Longer, More Frequent Periods of Drought Plague Western United States
According to a new study from UArizona researchers, average temperatures have increased, annual rainfall has decreased, and dry periods have become longer and more variable across the American West over the last 50 years.
Periods of drought in the western United States have become longer over the past 50 years, according to a new study from researchers in the University of Arizona College of Agriculture and Life Sciences in partnership with the USDA Agricultural Research Service.
In hopes of understanding how significantly rainfall totals and timing have changed in the past five decades, the researchers analyzed daily meteorological data from over 300 long-term weather stations across the western U.S.
"In the West, total annual rainfall has decreased by about 0.4 inches since the 1970s. The average longest dry period has increased by roughly 50% from 20 to 32 days," said co-senior author William K. Smith, assistant professor in the School of Natural Resources and the Environment.
The new study published this week in Geophysical Research Letters reports ominous trends for the desert southwest, including southern California, Arizona and New Mexico, regions that already experience relatively high mean temperatures and lower annual water inputs, such as rainfall or snowfall. For these regions, substantial multidecade evidence demonstrates droughts are becoming longer and more frequent.
"The region that really stood out, in terms of combined detrimental changes, was the desert southwest, where daily temperatures have increased by 0.2 (degrees) Celsius per decade, total annual precipitation has decreased by 19 millimeters per decade, and mean dry intervals have jumped from 31 days to 48 days," said lead author Fangyue Zhang, a postdoctoral researcher in the School of Natural Resources and the Environment.
Against the backdrop of steadily warming temperatures and decreasing annual rainfall totals, extreme-duration drought is becoming more common – and what rain does fall comes in fewer and sometimes larger storms. Together, these changes will likely have long-lasting and significant consequences for social and ecological systems in the western U.S., according to researchers.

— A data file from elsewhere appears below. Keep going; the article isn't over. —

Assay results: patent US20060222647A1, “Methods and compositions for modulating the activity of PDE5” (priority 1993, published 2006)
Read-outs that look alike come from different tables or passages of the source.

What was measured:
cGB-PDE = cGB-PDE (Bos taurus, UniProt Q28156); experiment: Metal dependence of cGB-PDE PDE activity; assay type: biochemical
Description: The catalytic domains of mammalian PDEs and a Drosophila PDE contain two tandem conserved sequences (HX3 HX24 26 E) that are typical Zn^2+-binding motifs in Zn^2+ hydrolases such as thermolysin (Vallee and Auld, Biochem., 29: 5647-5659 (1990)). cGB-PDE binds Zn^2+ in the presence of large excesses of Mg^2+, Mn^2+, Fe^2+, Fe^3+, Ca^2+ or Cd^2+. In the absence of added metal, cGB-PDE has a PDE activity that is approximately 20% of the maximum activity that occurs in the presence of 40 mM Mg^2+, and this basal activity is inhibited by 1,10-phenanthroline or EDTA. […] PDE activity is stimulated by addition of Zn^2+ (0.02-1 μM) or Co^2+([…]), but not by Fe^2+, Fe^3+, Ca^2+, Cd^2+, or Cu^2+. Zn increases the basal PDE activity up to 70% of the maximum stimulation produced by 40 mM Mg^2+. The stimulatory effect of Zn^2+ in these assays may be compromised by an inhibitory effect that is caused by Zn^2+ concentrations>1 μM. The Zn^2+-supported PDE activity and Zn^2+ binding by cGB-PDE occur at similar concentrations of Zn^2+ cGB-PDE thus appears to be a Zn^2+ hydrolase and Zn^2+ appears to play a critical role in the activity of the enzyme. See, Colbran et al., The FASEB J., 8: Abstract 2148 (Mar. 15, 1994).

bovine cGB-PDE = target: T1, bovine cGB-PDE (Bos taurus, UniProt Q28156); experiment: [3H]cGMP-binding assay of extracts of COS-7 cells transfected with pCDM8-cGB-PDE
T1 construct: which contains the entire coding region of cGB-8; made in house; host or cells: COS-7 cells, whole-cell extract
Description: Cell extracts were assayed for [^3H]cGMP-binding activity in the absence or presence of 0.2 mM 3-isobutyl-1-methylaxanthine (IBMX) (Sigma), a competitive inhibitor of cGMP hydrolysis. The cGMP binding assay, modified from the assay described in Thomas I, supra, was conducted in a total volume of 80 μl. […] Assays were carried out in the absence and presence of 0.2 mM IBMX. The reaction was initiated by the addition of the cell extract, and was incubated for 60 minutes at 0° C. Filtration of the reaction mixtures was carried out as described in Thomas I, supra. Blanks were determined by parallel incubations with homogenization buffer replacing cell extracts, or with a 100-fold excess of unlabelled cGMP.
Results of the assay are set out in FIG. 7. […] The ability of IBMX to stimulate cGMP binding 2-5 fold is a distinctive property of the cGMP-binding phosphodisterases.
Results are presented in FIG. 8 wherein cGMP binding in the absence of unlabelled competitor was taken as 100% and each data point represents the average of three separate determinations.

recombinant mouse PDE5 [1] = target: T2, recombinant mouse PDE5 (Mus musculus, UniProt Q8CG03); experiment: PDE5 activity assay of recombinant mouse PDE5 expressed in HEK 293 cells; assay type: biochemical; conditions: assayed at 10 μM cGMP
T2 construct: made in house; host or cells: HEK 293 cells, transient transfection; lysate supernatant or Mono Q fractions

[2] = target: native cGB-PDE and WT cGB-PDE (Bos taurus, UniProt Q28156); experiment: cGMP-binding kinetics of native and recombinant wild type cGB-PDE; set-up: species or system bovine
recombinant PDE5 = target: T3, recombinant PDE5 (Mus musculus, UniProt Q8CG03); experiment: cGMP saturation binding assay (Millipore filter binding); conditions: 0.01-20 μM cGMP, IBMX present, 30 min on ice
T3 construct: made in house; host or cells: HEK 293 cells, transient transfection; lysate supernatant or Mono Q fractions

The trends toward increasing dry period length and more frequent extreme-duration drought are consistent with recent changes in atmospheric circulation patterns over western North America and are supported by models that predict higher precipitation variability, as the water holding capacity of the atmosphere increases in a warming climate, explains Smith.
"Consistency of rainfall, or the lack of it, is often more important than the total amount of rain when it comes to keeping forage for livestock and wildlife growing, for dryland farmers to produce crops, and for the mitigation of wildfire risks," said co-senior author Joel Biederman, a research hydrologist with the Southwest Watershed Research Center, part of the Agricultural Research Service.
Supporting Desert Agriculture in a Changing Climate
Next steps for the research team include multiple efforts aimed at helping regional dryland farmers and rangeland managers deal with this pattern of more extreme and variable drought.
Smith, Zhang and Biederman are further exploring the consequences of these shifts in precipitation at a newly constructed field experiment facility within the Arizona Experiment Station's Santa Rita Experimental Range, where the researchers will continue to explore how longer dry intervals impact plant communities, forage production and carbon sequestration.
Simultaneously, the team is collaborating on the rangeland tool "Grass-Cast," a newly available experimental rangeland productivity forecast. Grass-Cast integrates cutting-edge satellite data, ecosystem models and weather forecasts to provide ranchers and rangeland managers with an indication of what productivity could be like in the upcoming growing season relative to their area's 30-plus year history.
Grass-Cast also gives ranchers a view of rangeland productivity in the broader region to help with larger-scale decision making, such as determining where grazing resources might be more plentiful if their own region is at risk for drought.
"These increases in drought extremes and variability pose a critical challenge for regional land managers. We hope Grass-Cast will help give them an extra edge in their ability to successfully match animal demand with forage supply as the growing season of the Southwest becomes increasingly erratic," said Smith, a founding member of the Grass-Cast Science team.
Grass-Cast is the result of collaborations involving the Agricultural Research Service, the University of Arizona, Colorado State University, University of Nebraska-Lincoln, the USDA Climate Hubs and Natural Resources Conservation Service and the National Drought Mitigation Center.
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